Hi - I have bought a chinese Altera dev kit: The fpga i/o is interfaced to an lcd panel using 'level shift' interface chip. BUT the levels on both sides of this chip are the same!I've noticed this quite often on various fpga schematics - why is this chip needed if the levels are the same? Just for info : the bus to the lcd panel is bidirectional on my board - but I can't see why the level-shift buffer is needed at all. I've even seen some schematics where the lcd panel is only written to (ie uni-directional), and the levels are identical - why is this chip needed? Thanks John B.
I don't have your board schematics, nor I know what type of interface is used there, so I only can make some guesses.There are more reasons for which the designer may want to add a 'level shift' inferface, besides actually shifting voltage levels. First of all it could serve as a buffer, in order to drive a current higher that that provided by fpga I/Os. Or it could be used to somehow protect FPGA ports against damage, in the case the LCD comes as a plug-in component, and/or if the same LCD signals are available as general purpose user I/Os (it's easier and cheaper to replace a small buffer chip than the FPGA).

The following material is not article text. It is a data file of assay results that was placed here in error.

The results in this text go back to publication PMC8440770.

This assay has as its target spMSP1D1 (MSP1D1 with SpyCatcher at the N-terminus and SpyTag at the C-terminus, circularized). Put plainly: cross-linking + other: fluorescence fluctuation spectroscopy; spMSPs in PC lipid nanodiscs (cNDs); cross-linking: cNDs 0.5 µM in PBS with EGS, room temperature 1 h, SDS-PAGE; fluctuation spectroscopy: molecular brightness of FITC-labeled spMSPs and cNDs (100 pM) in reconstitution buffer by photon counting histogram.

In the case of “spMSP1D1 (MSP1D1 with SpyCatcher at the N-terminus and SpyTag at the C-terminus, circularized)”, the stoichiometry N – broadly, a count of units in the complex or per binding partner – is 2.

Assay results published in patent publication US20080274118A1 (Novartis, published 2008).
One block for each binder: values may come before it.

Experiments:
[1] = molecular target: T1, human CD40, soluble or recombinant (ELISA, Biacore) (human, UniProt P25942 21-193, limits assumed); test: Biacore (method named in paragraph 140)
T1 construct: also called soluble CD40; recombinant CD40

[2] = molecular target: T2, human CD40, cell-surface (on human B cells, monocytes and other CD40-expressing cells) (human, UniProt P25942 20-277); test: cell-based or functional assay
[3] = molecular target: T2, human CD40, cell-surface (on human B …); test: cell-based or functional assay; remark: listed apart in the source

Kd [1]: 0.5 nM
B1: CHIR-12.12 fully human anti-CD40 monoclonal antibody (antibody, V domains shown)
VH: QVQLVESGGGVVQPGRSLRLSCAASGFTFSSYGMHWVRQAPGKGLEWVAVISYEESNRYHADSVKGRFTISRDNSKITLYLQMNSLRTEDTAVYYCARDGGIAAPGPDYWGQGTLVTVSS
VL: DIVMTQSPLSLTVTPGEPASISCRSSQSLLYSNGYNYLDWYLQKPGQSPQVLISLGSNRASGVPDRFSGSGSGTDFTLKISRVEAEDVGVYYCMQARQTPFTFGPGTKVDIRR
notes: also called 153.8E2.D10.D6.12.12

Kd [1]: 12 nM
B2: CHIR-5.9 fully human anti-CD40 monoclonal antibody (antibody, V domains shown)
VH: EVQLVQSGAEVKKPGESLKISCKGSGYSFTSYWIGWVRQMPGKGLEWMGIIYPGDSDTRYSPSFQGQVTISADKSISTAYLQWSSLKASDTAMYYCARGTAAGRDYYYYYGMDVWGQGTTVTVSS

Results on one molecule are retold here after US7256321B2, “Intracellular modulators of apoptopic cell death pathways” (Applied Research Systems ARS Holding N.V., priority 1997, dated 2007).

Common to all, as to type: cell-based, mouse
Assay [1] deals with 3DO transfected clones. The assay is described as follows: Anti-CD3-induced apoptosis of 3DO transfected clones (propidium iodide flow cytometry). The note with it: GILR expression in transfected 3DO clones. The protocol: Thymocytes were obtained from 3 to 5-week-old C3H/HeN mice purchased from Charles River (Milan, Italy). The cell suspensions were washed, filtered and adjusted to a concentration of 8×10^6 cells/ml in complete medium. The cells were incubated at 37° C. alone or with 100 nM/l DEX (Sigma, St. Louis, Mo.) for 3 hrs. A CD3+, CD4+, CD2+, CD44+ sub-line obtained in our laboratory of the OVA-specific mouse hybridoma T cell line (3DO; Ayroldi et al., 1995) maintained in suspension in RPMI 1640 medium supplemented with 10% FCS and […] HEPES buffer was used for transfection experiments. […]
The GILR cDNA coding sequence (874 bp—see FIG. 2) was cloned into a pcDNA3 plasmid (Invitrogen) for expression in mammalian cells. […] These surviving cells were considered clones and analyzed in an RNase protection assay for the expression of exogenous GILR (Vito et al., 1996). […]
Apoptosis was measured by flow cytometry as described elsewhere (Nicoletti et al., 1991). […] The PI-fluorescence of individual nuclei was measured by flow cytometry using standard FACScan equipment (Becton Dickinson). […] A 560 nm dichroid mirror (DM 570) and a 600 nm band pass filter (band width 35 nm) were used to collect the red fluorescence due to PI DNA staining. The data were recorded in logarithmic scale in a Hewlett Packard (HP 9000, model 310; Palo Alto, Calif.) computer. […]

Many thanks for your reply - you must be right - it must be for buffering and/or protection reasons. (the LCD is a plug in module). Thanks for the comprehensive response. John B.